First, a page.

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posted: 6/21/2013 2:14 PM

Heads up: The bust is making a comeback

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  • A set of three French haberdashery busts of heavy-duty plaster are from Added Oomph!, an accessories store in High Point, N.C.

      A set of three French haberdashery busts of heavy-duty plaster are from Added Oomph!, an accessories store in High Point, N.C.
    SHNS photos by Patricia Sheridan/Pittsburgh Post-G

  • A driftwood bust of Medusa by Noir retails for $3,300.

      A driftwood bust of Medusa by Noir retails for $3,300.

  • This bronze-and-copper bust is of artist Maxwell Simpson.

      This bronze-and-copper bust is of artist Maxwell Simpson.

  • This is a Tozai Home porcelain bust of an Almoravid nobleman at the High Point Furniture Market.

      This is a Tozai Home porcelain bust of an Almoravid nobleman at the High Point Furniture Market.

 
By Patricia Sheridan
Pittsburgh Post-Gazette

HIGH POINT, N.C. -- No matter where your gaze traveled at the recent High Point Furniture Market, it landed on a bust. Not the kind that comes in cup sizes, but the portraits sculpted since antiquity to memorialize the memorable or the wealthy.

From the 3,300-year-old Nefertiti to the more commonplace Winston Churchill, busts are bigger than ever as a design element. Showroom designers who do their best to highlight new collections of tables, chairs, chests and chaises were using them as accent pieces everywhere.

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Wesley Hall had one in front of a fireplace while Century, Hickory Chair and Bernhardt had busts on top of chests or tables. But it was Stanley Furniture's new showroom that really went to town with this classic accessory.

Los Angeles designers Ron Woodson and Jaime Rummerfield were called in to do the Stanley showroom. They had busts grouped on top of breakfronts, placed on a desk or in front of mirrors. Busts of the known and unknown populated the space, adding a certain gravitas to an already impressive collection of home furnishings.

"We designed this space with a colonnade of Greco-Roman busts. The sculptural quality and the crisp white stone against the emerald-green walls is such a dynamic contrast. Busts are a wonderful and unexpected accessory, adding personality to a space," said Rummerfield.

In room settings from contemporary to conflicted, the classic bust thrives.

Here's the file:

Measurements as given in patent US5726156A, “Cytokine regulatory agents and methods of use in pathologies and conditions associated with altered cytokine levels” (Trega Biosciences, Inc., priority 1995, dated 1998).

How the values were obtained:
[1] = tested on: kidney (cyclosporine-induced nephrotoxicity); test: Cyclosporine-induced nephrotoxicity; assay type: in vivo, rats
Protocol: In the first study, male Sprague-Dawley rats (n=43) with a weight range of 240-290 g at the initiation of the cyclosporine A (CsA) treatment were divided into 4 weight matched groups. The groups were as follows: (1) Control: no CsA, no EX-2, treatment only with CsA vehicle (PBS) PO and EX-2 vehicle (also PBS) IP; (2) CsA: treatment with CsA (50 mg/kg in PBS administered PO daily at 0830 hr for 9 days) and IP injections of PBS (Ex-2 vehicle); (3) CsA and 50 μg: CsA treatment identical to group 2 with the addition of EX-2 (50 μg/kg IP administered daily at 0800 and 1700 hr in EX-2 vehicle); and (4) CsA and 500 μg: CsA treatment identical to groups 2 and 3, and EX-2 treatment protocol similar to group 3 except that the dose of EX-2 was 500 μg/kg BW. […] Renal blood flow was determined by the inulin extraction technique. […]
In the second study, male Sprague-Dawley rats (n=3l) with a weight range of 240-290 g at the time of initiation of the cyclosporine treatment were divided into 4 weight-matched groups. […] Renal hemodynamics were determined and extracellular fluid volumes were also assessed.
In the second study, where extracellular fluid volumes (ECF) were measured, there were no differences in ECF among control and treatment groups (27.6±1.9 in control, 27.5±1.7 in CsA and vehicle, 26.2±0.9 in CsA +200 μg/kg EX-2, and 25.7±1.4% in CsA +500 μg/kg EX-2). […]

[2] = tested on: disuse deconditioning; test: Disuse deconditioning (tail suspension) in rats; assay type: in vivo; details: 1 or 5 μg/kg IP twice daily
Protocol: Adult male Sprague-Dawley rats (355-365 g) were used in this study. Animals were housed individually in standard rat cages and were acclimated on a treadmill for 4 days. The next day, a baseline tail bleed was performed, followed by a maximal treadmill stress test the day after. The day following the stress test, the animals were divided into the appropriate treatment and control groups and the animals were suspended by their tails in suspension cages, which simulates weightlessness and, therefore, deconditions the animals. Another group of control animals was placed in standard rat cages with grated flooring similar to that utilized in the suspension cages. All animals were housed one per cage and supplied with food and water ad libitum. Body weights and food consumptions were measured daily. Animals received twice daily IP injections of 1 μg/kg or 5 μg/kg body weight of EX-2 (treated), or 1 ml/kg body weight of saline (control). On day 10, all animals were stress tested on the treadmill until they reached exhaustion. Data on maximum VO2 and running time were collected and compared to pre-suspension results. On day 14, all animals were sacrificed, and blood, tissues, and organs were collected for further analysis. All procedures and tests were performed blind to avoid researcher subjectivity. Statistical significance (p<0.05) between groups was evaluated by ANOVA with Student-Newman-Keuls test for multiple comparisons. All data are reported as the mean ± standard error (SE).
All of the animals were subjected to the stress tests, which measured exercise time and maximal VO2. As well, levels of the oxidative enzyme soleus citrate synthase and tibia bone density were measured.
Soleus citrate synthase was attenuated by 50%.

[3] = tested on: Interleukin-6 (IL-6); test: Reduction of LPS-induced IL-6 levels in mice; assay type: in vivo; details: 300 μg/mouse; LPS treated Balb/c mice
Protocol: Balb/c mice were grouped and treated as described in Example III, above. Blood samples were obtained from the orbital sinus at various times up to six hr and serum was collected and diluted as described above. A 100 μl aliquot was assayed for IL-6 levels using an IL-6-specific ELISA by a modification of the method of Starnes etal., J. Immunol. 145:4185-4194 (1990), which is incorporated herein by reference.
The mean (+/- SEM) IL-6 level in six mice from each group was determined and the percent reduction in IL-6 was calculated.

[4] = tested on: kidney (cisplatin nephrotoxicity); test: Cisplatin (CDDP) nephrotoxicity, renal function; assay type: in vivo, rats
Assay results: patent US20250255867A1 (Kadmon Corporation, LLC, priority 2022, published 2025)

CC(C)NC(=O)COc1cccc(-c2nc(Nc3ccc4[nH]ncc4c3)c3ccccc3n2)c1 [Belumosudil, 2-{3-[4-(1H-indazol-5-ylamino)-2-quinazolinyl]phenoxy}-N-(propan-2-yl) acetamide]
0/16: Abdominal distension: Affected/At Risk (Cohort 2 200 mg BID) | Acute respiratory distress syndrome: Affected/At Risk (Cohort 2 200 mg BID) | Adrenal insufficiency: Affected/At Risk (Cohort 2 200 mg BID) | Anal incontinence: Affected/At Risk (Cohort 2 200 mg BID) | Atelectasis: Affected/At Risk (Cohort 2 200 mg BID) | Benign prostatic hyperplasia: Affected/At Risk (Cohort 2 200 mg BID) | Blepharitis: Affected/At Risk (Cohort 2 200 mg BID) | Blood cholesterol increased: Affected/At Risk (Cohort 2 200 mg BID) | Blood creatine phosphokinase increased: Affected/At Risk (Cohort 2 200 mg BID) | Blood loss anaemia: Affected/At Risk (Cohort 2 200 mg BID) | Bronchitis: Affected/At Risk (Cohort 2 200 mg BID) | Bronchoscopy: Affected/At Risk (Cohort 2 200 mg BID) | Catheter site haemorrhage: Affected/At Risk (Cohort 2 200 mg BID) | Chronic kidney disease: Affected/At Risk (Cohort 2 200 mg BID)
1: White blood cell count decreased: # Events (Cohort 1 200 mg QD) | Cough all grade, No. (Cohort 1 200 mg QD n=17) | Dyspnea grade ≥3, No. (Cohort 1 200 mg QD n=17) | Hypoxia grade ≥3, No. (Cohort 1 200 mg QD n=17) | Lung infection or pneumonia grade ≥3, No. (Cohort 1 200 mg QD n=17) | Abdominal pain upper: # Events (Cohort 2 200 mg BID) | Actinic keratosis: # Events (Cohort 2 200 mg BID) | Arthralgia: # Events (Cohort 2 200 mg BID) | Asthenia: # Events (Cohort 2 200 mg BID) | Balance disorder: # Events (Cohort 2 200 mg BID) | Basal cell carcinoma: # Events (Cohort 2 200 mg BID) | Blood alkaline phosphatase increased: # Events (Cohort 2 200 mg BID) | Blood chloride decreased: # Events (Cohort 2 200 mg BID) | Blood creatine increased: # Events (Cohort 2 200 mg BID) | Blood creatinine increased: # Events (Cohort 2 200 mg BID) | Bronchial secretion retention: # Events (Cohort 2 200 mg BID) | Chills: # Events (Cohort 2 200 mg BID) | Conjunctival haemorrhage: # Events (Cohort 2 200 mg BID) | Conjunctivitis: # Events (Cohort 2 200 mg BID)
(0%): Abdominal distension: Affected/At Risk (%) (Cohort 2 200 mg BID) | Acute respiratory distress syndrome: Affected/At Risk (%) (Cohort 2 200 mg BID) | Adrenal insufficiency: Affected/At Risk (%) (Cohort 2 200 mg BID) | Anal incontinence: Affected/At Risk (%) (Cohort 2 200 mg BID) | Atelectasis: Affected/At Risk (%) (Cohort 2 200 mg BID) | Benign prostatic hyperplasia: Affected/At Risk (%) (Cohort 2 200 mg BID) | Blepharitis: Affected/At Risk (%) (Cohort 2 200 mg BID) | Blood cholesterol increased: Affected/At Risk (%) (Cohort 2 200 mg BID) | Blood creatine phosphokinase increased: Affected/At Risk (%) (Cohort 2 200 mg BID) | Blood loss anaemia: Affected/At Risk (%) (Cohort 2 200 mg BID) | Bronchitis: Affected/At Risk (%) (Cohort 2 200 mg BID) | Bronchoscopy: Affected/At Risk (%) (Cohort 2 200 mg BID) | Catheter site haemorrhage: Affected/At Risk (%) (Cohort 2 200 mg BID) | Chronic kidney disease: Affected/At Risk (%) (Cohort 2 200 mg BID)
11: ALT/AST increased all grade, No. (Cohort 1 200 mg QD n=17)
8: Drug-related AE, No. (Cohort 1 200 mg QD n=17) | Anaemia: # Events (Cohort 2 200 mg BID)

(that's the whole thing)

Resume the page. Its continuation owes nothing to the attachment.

"We were inspired by the idea of using classic accessories in a modern setting and vice versa," said Ron Fiori, Bernhardt's showroom designer. "In this particular case, we wanted to use the nobleman bust -- a traditional design element -- in a modern setting, playing on the idea of classic with a twist."

The bust Fiori used was a porcelain depiction of an Almoravid nobleman by Tozai Home that retails for $695. The Almoravid were an 11th-century Moroccan dynasty.

Versatility is one reason for the revival of this decorative accent. The classical bust strikes a dynamic contrast in a contemporary setting, while a less traditional version, such as the resin Augustus Caesar bust in neon green or yellow by the Phillips Collection, peps up a tired space.

"Caesar is a figure that has long adorned homes around the world for the austere and stately image he represents," explained Jason Phillips, president of Jason Phillips Designs and creative director of the Phillips Collection. "Usually represented in a classical material like marble or stone, we have dressed him in bright, glossy colors as well as silver leaf. We think this appeals to a larger audience since it represents a traditional figure but with a modern twist."

While some are looking to surprise, the folks who do the French Heritage Showrooms embrace the beauty of classic on classic. A solid-wood hand-carved bust of a woman wearing pearls enhanced the Bombay chest and elaborately carved mirror behind her. She was a one-of-a-kind find, as was the copper-and-bronze head of artist Maxwell Simpson wearing a laurel wreath and exhibiting the patina of time.

Added Oomph!, an accessories store in North Carolina that had a space in the Antiques Hall during the market, was offering a set of three French haberdashery heads made of heavy-duty plaster for $987.

Studio A, Noir and Bliss Studio all sell busts in a variety of materials and subjects. Studio A has an oversized Siddhartha in solid marble. "It took four people to move it in the showroom," said Erin Davis of Global Views, the parent company. "It's a very impressive piece."

Noir showed several busts, including a driftwood version of Medusa, which sells for $3,300. It also offers heads in fiber, cement and onyx, as well as a desk shaped like a face for $1,050. Bliss Studio's artist bust is done in a rough-textured cement and has the look of a unique piece.

For a mass-produced collectible, there is the Mao bust from Van Thiel.

Freeing interiors for the masses from the humdrum is Restoration Hardware with its reproduction bust of the Greek goddess Ariadne or the cast resin bust of the goddess Artemis. However you look at it, this is a trend that's busting out all over.

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